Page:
ESXi 5.1 Homeserver on Mac hardware write-up
This article are mainly for my own purpose, but i thought that maybe others could benefit from my experience. If i have made errors in the article i apologies. Thoughts and suggestions are more than welcome.
What is the background for the use of Virtualization and what is it?
The past years has given us hardware with so much power that we don’t use. I am speaking of multicore processors, multiple gigs of RAM, Network speeds that we only could imagine 10 years ago. Alongside that, the server software has not kept up with the use of all that power, so a normal production server for example a mail server, utilize only 15-20% of the given processor power. This gives us the possibility to split all that power into pieces and run more instances of OS’s on a single machine.
example: you have a machine with a quad core processor with hyper threading enabled, that setup gives us 8 virtual processors to play with or 4 virtual dual core processors. Actually you can assign the number of processors needed for your VM’s as long it is within the limit of the actual hardware. As well with RAM, install 16 GB or more in that machine and you have the possibility to have 4 dual core processor VM’s with 4 GB of RAM each.
Virtualization is making a platform that provide a set of “Hardware” called a Virtual Machine (VM).
Reduced need for hardware
Easy management of each VM
Enterprise Grade Virtualization software (very very stable)
Use of Shared Network Storage.
Did i mention that its FREE.
ESXi 5.X does not come with the Broadcom network drivers
No FireWire support
Scaled for large Enterprise solutions(can be confusing for small home servers)
Extensive use of Shared Network Storage. (Its not all home users that have that)
Why put ESXi on Mac hardware:
Because if you like to run Mac OS X Server you will need mac hardware to not breaking any licensing agreements.
Plus wouldn’t it be great to have a production server running Mac OS X Server and on the same machine setup a test environment of various kinds of Linux, Solaris, Windows. With that prospect i can’t get my arms down.
The Mac Mini is a very popular setup with ESXi, its small, silent and don’t need much power.
Preferable you want to get a quad core setup for your ESXi and as much RAM you can afford
Other Mac hardware can be used too, such as Mac Pro and various MacBook Pro’s
This article contains info on setting up vmware ESXi 5.1 on a MacBook Pro 15″
I was lucky to get my hands on a damaged MacBook Pro 15″ which i could strip down to only the logic board. No display attached or optical drive. Even the topcase/keyboard, bluetooth/airport card has been detached from the logic board for power savings.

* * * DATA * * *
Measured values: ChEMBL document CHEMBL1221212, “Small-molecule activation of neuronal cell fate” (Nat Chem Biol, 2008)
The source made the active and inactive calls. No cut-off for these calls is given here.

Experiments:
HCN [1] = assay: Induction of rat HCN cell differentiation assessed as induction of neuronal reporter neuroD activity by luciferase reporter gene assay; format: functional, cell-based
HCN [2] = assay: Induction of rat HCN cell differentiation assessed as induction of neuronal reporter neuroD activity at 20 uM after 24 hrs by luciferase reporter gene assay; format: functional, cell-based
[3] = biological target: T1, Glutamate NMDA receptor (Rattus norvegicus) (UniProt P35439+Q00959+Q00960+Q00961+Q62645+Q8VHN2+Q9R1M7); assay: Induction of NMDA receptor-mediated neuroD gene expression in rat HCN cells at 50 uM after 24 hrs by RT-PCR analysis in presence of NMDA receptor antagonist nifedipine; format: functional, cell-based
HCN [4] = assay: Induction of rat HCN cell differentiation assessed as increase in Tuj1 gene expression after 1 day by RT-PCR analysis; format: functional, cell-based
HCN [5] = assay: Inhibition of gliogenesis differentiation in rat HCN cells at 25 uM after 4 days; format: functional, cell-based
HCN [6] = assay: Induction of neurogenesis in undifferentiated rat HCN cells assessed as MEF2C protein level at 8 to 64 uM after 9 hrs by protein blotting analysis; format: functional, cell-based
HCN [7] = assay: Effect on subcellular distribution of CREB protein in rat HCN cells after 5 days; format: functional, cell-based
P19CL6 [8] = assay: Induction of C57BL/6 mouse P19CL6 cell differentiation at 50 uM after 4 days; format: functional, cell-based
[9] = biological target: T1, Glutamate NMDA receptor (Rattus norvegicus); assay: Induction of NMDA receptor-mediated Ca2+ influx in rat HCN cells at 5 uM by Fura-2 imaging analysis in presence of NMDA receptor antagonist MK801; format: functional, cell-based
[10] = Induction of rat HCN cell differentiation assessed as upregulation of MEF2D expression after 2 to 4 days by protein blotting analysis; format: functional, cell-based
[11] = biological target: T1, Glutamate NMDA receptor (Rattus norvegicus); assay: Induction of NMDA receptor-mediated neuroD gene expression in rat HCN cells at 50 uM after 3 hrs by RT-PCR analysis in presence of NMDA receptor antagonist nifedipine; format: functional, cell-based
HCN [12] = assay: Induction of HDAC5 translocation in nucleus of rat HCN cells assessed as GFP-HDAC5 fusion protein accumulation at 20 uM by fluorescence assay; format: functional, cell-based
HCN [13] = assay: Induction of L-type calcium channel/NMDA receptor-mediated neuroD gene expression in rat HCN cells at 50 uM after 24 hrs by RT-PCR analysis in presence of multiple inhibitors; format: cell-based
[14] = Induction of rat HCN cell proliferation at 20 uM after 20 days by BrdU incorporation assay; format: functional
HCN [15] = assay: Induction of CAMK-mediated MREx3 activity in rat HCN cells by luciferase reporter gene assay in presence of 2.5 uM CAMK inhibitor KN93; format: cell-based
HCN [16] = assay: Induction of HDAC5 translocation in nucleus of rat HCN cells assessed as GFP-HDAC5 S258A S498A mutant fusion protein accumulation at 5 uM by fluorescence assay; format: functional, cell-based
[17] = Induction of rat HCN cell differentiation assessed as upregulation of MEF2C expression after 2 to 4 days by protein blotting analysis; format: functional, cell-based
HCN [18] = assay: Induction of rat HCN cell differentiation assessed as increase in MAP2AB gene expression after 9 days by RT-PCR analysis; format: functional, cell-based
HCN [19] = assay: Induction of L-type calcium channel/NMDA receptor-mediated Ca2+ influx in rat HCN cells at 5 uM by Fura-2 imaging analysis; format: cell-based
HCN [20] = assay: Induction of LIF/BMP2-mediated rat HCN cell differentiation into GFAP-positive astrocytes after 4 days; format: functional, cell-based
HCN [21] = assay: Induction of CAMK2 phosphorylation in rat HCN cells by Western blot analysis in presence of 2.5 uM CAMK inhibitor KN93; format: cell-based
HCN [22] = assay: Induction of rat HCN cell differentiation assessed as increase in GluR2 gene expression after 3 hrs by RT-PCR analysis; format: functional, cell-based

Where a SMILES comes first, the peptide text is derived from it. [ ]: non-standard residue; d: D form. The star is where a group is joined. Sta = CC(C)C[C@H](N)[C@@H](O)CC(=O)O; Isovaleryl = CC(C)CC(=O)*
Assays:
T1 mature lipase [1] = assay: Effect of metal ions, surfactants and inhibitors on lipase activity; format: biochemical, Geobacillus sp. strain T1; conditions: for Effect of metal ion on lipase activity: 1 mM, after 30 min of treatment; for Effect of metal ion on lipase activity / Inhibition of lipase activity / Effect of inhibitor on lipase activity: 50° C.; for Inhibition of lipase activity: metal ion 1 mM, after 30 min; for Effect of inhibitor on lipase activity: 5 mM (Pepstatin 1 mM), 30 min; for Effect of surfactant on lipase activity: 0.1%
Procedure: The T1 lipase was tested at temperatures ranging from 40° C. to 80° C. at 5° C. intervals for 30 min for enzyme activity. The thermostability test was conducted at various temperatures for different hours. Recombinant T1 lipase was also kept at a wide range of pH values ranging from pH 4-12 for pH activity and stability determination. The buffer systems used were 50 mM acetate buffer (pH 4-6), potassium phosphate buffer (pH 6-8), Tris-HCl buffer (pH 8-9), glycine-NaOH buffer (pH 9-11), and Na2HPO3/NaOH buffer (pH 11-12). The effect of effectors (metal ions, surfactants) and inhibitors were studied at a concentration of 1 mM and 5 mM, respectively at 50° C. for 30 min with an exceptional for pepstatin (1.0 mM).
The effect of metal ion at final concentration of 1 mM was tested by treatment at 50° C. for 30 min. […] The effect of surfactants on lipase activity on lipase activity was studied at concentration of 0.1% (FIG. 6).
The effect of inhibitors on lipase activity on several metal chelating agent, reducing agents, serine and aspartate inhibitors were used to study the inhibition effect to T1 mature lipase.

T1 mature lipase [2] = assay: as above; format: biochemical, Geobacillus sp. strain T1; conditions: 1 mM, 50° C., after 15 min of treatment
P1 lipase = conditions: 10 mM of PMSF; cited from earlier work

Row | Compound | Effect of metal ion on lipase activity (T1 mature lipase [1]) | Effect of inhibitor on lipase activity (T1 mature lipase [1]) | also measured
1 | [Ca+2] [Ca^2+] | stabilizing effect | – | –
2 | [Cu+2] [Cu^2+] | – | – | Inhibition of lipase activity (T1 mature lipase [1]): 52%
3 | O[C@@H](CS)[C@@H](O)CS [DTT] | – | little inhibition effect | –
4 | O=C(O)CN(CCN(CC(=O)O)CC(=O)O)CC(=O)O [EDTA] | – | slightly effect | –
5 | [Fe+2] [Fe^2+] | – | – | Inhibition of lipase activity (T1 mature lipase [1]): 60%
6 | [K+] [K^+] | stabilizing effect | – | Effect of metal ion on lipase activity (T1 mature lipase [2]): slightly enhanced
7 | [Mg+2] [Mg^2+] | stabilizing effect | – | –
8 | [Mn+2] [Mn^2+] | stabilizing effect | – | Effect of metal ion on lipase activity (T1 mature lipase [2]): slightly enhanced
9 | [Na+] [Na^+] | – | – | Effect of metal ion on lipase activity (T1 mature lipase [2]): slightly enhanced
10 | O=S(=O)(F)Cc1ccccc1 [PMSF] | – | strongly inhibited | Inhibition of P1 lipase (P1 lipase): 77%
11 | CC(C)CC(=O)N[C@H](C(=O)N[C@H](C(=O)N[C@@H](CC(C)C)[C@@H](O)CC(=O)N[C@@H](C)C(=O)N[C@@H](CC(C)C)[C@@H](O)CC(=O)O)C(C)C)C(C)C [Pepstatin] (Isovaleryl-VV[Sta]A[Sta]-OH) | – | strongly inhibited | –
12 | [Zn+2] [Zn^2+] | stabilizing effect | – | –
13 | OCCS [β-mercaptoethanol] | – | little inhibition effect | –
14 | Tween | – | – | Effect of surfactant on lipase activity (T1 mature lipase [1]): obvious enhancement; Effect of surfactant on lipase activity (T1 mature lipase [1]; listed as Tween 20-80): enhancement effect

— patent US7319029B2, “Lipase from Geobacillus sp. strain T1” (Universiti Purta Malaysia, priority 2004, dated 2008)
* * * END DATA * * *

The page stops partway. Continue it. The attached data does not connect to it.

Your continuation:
MacBook Pro 15″ Early 2011 (macbookpro8.2)
2.2 GHz i7 QuadCore 6MB Level3 cache “Sandy Bridge”
16 Gb RAM Kingston
500 Gb harddrive Seagate Momentum XT with 4 Gb of SSD
500 Gb USB Harddrive
500 Gb NFS Share on the Local Network
Preparing for the setup:
You need to have access to a windows installation, preferable a VM in either fusion or virtual box if you like it to cost less. Share your macs desktop to let go easier with the patching of the ESXi installer.
Download the VMware vSphere PowerCLI to you windows desktop.
Make the ESXi 5.1 Offline Bundle:
Export-EsxImageProfile -ImageProfile “ESXi-5.1.0-799733-standard” -ExportToBundle -FilePath C:\ESX_bundle.zip
Your ESXi 5.1 Offline Bundle are now located within your Windows VM at C:\ESX_bundle.zip
Close the VMware vSphere PowerCLI to clear all arrays and variables made at the previous commands.
Next you need to add the Broadcom driver for the network.
Download the driver here: VMware ESXi 5.0 Driver CD for Broadcom NetXtreme I Gigabit Ethernet Driver – 3.120h.v50.2
Unpack the .zip and locate the Offline Bundle in it. Drag it to the root of the hard drive C:\ and rename it for easy writing further on. Mine is just called C:\tg3.zip
Open up the VMware vSphere PowerCLI again and begin to add the Broadcom drivers into the ESXi 5.1 Offline Bundle to be able to make a bootable ISO image.
Add-EsxSoftwareDepot C:\tg3.zip, C:\ESX_bundle.zip
Output should be:
Create a new Image Profile (in example, I’m using the full version w/tools)
New-EsxImageProfile -CloneProfile “ESXi-5.1.0-799733-standard” -name “ESXi51-Custom”
Add the broadcom driver to our Image Profile
Add-EsxSoftwarePackage -ImageProfile “ESXi51-Custom” -SoftwarePackage “net-tg3″
Create an ISO from our custom Image Profile
Export-EsxImageProfile -ImageProfile “ESXi51-Custom” -ExportToISO -filepath C:\VMware-ESXi-5.1-Custom.iso
Now you have a perfectly well-made VMware ESXi 5.1 ISO image with embedded broadcom drivers ready for you to either burn to a CD-Rom or use UNetbootin to make a bootable USB-key.
Install the ESXi 5.1 on your hardware, provide the ESXi with a static IP address and try out the ESXi by putting the address http://”ESXi-IP-Adress: . And VOILA you have a Bare-metal HyperVisor running on Mac hardware ready to put some nice Virtual machines on it.
So Whats now?
First you will need to download the vSphere Client from VMware’s site, you will need a free account to do so. Install the vSphere Client on your windows VM on your client computer.
Connect to your ESXi host’s IP address
And your set to go.
Use the paraguin.com site to setup a OSX server in a VM.
I strongly encourage to sign up for a free account on VMware.com and register for the free licensing of ESXi 5.1.
Update: Now that ESXi 5.5 has been released and used in production all over the world. My experience with using my MacBook Pro 8,2 quad core i7, is that the network drivers has now been included the standard installation image from VMWare. Thumbs up for that.
Source for building this write-up: